Parker was one of the first black artists to venture into the then-fledgling world of music videos. In 1978, Hollywood producer, Thom Eubank produced several music videos of songs from his first album entitled, Raydio on Arista Records. The hit single, "Jack & Jill" was the first released to air on Wolfman Jack's Saturday night television show, The Midnight Special. The music videos were also transferred to film and projected in movie theaters all over Europe. He also made two different videos for his hit "The Other Woman". The first was Halloween-themed and centered around a haunted castle with dancing corpses and vampires. The second was more performance-oriented, with Parker performing the song against an outer space background with backup singers. Parker made the performance-oriented video because MTV refused to play his Halloween-themed video due to its depiction of an interracial relationship. Parker's "Ghostbusters" video, helmed by the film's director Ivan Reitman, was one of the first movie-themed videos to find success on the then-young MTV, and paved the way for big movies and hit music videos working in tandem.
Parker also wrote and produced hits for New Edition ("Mr. Telephone Man"), Randy Hall, Cheryl Lynn ("Shake It Up Tonight"), Deniece Williams ("I Found Love") and Diana Ross. He also performed guitar on several songs on La Toya Jackson's 1980 debut album. In 1989, he also wrote "Ghostbusters", a rap performed by Run-D.M.C., for the movie Ghostbusters 2. 1989 also saw Parker Jr. work with actor Jack Wagner (General Hospital) on an album for MCA Records that was eventually shelved and never released. A single from the Jack Wagner sessions, "Wish You Were Mine", featuring an intro rap by Parker, Jr. was released on an MCA 1990 Pop/Rock Promotional Sampler CD. With Jim Morgan and Tom Szczesniak he composed the theme tune to the 1991-3 adaptation of Herge's Adventures of Tintin.
In 2006, Parker returned and released a new CD titled: I'm Free. Of his first single called Mismaloya Beach: "I think it was the longest running instrumental on Smooth Jazz radio", says Parker. I'm Free showcases a newfound beginning for Parker and embraces a variety of musical styles including Urban, Pop, Rock, Jazz, Blues, and Reggae.
Ghostbusters theme song controversy 
"Ghostbusters" was the title track of the Gold-selling soundtrack of the hit movie Ghostbusters, starring Bill Murray, Dan Aykroyd, Harold Ramis and Ernie Hudson. The single was at #1 for three weeks on Billboard's Hot 100 chart, and at #1 for two weeks on its Black Singles chart. The song was also nominated for an Academy Award for Best Original Song in 1984 but lost to Stevie Wonder's "I Just Called to Say I Love You" from The Woman in Red.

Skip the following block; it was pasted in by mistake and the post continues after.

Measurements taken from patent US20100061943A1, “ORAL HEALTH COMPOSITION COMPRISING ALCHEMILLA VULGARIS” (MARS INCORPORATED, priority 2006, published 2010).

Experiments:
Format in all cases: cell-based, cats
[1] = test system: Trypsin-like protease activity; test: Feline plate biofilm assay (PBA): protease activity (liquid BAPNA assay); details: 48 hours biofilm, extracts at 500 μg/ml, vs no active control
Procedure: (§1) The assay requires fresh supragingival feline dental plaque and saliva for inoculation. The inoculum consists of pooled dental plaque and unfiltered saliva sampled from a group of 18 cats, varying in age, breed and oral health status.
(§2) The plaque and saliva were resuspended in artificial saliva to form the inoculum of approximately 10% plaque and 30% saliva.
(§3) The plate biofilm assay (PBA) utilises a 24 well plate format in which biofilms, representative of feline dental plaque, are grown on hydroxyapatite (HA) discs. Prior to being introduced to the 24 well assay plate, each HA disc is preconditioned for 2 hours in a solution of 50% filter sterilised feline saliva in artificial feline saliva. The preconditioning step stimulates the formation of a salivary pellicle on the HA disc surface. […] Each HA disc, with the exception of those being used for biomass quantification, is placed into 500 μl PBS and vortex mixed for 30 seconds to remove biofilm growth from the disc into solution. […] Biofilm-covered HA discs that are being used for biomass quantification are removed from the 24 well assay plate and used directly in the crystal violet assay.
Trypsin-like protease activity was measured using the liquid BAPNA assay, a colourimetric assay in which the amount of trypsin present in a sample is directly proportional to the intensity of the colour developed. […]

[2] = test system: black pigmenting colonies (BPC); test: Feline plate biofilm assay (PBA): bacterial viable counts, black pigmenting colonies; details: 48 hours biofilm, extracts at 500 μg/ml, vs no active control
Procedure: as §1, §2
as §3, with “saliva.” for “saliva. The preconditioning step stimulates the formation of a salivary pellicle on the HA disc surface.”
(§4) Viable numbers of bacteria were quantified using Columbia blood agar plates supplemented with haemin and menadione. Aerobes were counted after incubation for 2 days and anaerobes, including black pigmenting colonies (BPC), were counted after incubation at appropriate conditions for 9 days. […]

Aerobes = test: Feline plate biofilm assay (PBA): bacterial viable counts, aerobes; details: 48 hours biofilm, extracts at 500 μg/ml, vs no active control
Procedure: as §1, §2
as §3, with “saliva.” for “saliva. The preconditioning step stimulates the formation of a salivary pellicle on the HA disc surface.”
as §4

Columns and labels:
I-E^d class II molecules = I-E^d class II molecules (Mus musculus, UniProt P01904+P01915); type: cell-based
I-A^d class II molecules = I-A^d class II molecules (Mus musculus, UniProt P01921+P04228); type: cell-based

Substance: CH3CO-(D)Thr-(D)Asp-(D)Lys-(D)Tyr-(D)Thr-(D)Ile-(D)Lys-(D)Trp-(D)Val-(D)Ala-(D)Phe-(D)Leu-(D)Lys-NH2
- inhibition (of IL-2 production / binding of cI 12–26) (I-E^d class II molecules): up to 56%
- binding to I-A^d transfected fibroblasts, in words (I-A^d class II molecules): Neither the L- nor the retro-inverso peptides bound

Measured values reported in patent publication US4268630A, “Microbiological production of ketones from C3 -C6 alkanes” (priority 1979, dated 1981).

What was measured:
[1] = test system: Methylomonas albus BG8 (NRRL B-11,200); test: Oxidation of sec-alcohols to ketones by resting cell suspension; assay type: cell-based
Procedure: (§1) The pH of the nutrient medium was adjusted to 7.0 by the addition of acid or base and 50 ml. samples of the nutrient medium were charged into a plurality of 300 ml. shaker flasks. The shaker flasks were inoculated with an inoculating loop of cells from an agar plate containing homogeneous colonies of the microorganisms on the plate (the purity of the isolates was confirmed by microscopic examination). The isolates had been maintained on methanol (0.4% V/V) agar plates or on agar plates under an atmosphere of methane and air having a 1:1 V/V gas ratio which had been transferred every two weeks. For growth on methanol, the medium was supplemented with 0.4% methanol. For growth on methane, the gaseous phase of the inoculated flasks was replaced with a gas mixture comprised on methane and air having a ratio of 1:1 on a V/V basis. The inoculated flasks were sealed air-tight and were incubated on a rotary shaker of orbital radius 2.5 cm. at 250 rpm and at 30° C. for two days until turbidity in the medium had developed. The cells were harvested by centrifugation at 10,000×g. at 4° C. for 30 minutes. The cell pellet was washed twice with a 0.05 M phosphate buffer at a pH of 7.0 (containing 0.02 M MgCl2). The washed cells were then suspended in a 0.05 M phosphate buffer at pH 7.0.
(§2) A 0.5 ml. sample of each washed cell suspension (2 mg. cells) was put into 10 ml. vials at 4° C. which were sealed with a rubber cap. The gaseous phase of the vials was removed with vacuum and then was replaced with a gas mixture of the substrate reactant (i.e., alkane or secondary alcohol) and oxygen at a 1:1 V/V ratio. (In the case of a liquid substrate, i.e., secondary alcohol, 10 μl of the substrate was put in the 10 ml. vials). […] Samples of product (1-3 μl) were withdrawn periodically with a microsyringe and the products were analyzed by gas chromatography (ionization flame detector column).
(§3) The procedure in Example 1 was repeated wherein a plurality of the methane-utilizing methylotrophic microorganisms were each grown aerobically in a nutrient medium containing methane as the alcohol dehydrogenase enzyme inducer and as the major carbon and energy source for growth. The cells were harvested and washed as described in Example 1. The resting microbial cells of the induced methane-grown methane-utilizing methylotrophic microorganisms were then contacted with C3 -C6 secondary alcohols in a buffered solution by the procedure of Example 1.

Parker was accused of plagiarizing the melody from the Huey Lewis and the News song "I Want a New Drug", which had been released on their Sports album the previous year. Lewis sued Parker and Columbia Pictures, and the three settled out of court in 1985. Parker's song secured him a 1984 Grammy Award for Best Pop Instrumental Performance.
In 2001, Parker filed a suit against Lewis for breaching part of the settlement which prohibited either side from speaking about it publicly. Lewis had implied in a VH1 Behind The Music special that Parker had paid a financial settlement as part of the original agreement. The case did not make it to court; no public statement has been made as to whether the parties agreed to settle this case out of court, or if Parker simply dropped the suit.
Parker also made acting appearances on the 1980s sitcom Gimme a Break starring Nell Carter, the CBS Saturday morning kids' show Pryor's Place (1984), Disorderlies (1987), Enemy Territory (1987), Charlie Barnett's Terms of Enrollment (1986) (V) aka Terms of Enrollment (USA: short title), Berrenger's (2 episodes, 1985): "Power Play" (1985) TV episode and "The Seduction" (1985) TV episode and Uptown Saturday Night (1974). He was also a production assistant for the film Fly by Night (1993). He made guest appearances on 21 Jump Street and Kids Incorporated.
In early 2009, Parker appeared in a television advertisement for 118 118, a British directory enquiries provider. This featured Parker singing a 118-specific version of the Ghostbusters theme song. On 15 April 2009, Parker's 118 theme song was available as a downloadable ringtone from the 118 118 mobile website.
Personal life 
At age 40, in 1994, Ray married his wife, Elaine. They have four sons: Ray III (Little Ray), Redmen, Gibson and Jericho.